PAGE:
Christine Stuart photo

As an employee at the Department of Labor’s unemployment call center in Hartford Marsha Tulloch doesn’t take many breaks.

The length of time callers have to wait to speak with Tulloch and her 26 colleagues is noted on an electronic board across the room.

“I put myself in their situation. I have kids. I have a family. And I would want somebody helping out if I was in that situation,” Tulloch said describing her motivation to work at the center, which receives thousands of calls per day.

Tulloch volunteered to come back and work at the call center to help out with the increased volume of calls.

Just yesterday the call center in Hartford received 5,000 calls. The day before it was 4,000. The wait time on a busy day for some of the callers is upwards of 20-minutes, however, Thursday afternoon’s call volume was around 440 seconds, or seven and a half minutes.

“It’s just getting worse and worse,” Carol Carney, a supervisor who has been with the Department of Labor for 37 years said. She said everybody who works at the center feels the stress of the unemployed. “The stress of knowing there are people waiting,” makes the employees want to stay at their desks and answer the calls, which they do from 7:45 a.m. to 6 p.m., she said.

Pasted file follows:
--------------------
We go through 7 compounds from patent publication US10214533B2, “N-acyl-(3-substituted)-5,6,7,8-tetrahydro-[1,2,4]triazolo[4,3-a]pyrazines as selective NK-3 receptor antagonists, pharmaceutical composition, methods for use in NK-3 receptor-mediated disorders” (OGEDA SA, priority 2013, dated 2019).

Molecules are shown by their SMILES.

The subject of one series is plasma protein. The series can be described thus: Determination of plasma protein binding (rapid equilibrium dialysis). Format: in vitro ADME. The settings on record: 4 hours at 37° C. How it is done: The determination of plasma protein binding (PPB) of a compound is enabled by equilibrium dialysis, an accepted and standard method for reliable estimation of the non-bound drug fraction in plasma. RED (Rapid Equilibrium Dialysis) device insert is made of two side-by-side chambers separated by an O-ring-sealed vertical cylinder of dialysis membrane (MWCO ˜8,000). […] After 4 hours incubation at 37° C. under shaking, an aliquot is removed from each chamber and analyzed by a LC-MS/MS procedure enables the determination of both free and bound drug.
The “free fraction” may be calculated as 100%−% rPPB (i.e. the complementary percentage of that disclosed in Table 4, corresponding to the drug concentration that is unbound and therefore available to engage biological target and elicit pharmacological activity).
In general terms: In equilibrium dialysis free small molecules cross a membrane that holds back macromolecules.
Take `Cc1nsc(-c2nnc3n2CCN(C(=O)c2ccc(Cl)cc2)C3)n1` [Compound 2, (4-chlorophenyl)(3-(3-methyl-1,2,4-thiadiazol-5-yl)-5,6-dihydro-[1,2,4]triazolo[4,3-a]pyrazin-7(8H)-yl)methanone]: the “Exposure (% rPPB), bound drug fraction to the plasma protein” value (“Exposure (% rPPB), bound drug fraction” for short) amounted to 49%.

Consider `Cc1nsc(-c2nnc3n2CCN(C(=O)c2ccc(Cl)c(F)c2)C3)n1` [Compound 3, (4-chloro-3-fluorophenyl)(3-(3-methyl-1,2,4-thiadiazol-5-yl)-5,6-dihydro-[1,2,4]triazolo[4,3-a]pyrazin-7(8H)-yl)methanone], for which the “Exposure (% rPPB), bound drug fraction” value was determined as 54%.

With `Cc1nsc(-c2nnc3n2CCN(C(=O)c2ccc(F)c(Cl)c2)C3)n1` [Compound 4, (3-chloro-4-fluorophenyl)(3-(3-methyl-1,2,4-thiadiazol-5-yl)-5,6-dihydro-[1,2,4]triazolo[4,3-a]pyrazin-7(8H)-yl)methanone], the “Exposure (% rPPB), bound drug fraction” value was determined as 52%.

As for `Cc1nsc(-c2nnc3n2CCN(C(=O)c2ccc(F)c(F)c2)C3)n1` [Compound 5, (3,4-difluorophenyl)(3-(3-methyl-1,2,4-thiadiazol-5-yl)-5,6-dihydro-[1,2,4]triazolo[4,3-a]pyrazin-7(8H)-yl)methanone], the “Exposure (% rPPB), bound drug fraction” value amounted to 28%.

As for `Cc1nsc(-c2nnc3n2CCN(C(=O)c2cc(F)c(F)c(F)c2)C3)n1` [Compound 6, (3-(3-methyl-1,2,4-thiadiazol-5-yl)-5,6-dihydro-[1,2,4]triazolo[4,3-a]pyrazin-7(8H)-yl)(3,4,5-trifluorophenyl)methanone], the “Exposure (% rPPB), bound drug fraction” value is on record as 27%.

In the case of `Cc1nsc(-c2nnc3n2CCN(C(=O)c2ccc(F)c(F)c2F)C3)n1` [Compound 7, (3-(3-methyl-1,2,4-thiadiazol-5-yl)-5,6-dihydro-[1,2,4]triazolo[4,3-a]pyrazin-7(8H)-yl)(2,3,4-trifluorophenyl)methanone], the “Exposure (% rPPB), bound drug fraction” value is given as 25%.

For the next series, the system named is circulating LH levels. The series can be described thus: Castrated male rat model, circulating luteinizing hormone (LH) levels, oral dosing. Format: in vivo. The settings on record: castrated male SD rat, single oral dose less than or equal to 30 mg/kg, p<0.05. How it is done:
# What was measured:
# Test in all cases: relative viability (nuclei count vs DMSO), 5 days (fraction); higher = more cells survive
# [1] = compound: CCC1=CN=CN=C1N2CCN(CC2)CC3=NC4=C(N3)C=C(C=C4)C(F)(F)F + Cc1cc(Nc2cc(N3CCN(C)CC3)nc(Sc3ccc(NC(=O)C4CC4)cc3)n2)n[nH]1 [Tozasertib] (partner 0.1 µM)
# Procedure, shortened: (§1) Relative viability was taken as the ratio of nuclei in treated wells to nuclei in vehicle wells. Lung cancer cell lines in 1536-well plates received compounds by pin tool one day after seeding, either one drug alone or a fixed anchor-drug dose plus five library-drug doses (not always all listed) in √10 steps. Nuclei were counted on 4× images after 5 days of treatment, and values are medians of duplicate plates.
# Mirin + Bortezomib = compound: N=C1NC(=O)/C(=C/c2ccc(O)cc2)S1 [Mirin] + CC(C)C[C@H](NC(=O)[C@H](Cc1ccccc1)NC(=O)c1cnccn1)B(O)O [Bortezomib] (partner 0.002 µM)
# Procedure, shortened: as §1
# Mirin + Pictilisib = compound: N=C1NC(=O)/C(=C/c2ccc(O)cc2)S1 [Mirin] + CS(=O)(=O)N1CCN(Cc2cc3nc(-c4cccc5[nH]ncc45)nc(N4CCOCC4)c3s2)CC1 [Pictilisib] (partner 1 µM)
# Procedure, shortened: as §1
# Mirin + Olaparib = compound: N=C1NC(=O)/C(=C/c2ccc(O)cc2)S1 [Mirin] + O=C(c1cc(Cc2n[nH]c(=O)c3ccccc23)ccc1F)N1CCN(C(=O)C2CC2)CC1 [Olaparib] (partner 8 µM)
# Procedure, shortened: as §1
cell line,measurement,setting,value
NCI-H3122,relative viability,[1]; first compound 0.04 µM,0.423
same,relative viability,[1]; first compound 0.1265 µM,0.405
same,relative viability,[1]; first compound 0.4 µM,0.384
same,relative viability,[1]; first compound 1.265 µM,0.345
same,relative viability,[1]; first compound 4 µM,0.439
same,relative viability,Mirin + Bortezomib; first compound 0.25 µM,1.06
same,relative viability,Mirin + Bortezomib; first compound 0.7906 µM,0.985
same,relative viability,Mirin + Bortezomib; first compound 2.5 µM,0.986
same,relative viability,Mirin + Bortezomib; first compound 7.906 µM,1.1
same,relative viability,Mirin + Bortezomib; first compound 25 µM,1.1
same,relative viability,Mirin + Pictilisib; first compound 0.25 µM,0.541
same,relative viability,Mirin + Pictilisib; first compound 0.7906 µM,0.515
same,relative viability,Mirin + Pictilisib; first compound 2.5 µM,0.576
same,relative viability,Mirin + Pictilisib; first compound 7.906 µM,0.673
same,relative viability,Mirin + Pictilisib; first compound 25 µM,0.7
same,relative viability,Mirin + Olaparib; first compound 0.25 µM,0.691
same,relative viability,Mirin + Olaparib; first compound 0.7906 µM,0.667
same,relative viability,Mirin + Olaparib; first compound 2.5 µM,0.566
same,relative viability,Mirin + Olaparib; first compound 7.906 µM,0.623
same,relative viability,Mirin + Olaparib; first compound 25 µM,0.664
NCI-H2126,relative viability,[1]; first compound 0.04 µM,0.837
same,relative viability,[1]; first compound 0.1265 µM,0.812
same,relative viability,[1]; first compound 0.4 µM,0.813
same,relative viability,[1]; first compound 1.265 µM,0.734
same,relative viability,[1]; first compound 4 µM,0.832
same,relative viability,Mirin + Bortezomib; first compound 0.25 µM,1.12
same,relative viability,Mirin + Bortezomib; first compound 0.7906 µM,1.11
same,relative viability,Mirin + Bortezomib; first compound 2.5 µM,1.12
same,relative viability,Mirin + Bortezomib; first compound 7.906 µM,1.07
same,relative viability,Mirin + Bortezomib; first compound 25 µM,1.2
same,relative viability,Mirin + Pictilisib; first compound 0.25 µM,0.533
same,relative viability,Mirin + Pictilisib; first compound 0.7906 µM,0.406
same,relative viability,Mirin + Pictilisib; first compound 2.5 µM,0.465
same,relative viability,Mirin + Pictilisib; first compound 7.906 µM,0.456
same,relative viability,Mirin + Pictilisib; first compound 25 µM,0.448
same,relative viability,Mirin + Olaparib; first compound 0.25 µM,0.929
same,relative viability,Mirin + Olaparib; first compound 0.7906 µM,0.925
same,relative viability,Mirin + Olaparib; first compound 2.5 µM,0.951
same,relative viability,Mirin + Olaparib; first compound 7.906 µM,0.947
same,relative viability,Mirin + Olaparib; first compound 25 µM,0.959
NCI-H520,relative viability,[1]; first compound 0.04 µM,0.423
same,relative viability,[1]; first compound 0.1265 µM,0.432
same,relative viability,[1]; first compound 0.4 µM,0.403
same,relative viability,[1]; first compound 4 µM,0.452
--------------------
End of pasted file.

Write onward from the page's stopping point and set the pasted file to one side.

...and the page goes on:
A new report out Thursday showed Connecticut’s jobless numbers climbed to 6.6 percent for the month of November. That’s a loss of about 5,100 jobs.

“A lot of people recently laid off have never filed before,” Tulloch said.

Many also want to know if Congress plans on extending unemployment benefits again.

US Rep. Chris Murphy, D-5, who toured the call center in Hartford Thursday said he’s working to get the federal government to help the state beef up staffing at its two call centers. He said since the federal government extended unemployment benefits, it makes sense for it to help the state out.

Carney said while there used to be 86 employees working in the state’s two call centers, now there’s just 51 employees to handle the increasing volume of calls.

And a report by Connecticut Voices for Children released Thursday found that long-term unemployment – the percentage of unemployed workers who have been without work for more than 26 weeks – is higher in Connecticut at 20.3 percent than the 17.6 percent national average.

Before Tulloch walked away from her desk for an interview, she said she just got off the phone with a gentleman who wanted to know if unemployment benefits would be extended again because he just four checks shy of losing the benefit.